George Orwell’s (Eric Arthur Blair) dystopian nightmare was written with such a fervor and cauterized, compact intensity that the quality of the prose killed the already physically frail author who saw Stalinism as being the probable victor in human history. While a democratic socialist in every sense of that term, Orwell would allow not a hint of light into his vision as it would have been irresponsible given the historical situation.
Winston Smith is a party member in a year that never changes–1984. His every movement is scrutinized for any possible “treasonous” or even pleasurable traits. Everyone he knows takes pleasure in being a marked individual by the Party which is all powerful and is so inherently malicious that it demands a full two minutes of observed physical hatred toward *real or imagined* enemies in front of telescreens. (The party members are forced to do that. They don’t do it out of choice).
Winston, for whatever reason, possesses the gift of free thought. He is not a team player and things do not get better for him every day. He hates his society and he hates the Leninist/Hitleresque decal that rules it: Big Brother, who is always watching. His attempt to evade the authorities that so crushingly rule him fail, and his lover, Julia, a kind of fatalist hedonist, are both captured and tortured. There is no restraint and Winston’s mind is atrophied: he loves Big Brother. His torturer, O’Brien, captures him as surely as flypaper attracts a buzzing insect with talk of Emmanuel Goldstein, some nebulous figure who represents rebellion and all that is evil.
There is no longer the luxury to interpret this book as the product of the British schooling system, or the work of an agitated depressive at the height of his literary powers; this book has more meaning at the present time than it ever has possessed. Social media memorizes personalities algorithmically and IP addresses move at the speed of human thought; the attraction to Big Brother comes from the larger population, not vice versa.
Meaningless questions like “Is it 1984?” only serves to degrade a book which could not be more clear in message and purpose: that totalitarianism arrives through our brutal and base sides, though small increments (Winston notices that some people leave their telescreens/smartphones/computers on at night though they have no choice but to use it during the day) and finally through force (a political candidate threatening riots if he is not elected after superseding all known political standards in an electoral democracy.)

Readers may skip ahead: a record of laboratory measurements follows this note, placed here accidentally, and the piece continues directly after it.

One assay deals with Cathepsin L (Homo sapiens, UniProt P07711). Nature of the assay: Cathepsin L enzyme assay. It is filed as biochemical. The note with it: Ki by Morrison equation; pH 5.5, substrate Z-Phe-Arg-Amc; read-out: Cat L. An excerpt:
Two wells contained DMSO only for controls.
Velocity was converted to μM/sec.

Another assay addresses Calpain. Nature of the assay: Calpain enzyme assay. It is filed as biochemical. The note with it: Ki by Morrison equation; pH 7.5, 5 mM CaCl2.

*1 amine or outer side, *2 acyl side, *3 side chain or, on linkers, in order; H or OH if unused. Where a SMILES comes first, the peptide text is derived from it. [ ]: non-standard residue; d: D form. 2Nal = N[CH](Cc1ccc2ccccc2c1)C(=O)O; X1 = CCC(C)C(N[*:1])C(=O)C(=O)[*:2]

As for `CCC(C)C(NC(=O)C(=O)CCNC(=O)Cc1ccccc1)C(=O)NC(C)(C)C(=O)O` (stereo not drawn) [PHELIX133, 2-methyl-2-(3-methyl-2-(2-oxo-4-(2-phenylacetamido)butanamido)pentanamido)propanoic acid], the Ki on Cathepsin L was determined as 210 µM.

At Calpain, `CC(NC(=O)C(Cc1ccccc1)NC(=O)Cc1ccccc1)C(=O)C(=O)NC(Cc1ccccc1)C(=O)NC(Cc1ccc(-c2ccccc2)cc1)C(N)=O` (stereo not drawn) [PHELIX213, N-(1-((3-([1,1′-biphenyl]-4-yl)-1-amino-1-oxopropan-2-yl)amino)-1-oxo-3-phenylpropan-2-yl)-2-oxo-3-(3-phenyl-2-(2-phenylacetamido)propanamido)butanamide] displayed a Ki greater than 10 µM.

George Orwell is a penultimate case of “What else can the artist say or do?” After 13 years of not having read it, I can still recall every word of this book, right down to the poem Winston remembers when looking in on the dissenters who have been destroyed in body and mind for their treachery.
What does it take for the larger public to take themselves seriously enough so that they don’t end up like Winston or Julia? How many alarms have to be sounded in how many symphonies and books, really? it would seem that the arrival of 1984 is as banal as Eichmann’s evil. Indeed, the NSA has a record of each user who accesses Orwell’s book on popular websites. Maybe it will be Yevgeny Zamyatin, the person Orwell plagiarized most of his ideas from with his book “We” who proves more correct: we will end up living in a self invented surveillance hall of mirrors, self built glass houses.
But it is Orwell who assesses human nature more accurately and drives it home so that we are not able to ignore what happens in human history: that when there is a population of transparent citizens who are vulnerable a force comes along to manipulate and shape them, to make them in their own image. It is distressing how often this book becomes relevant over time, but it is a must read and uncompromising and hardly just “literary” vision any more.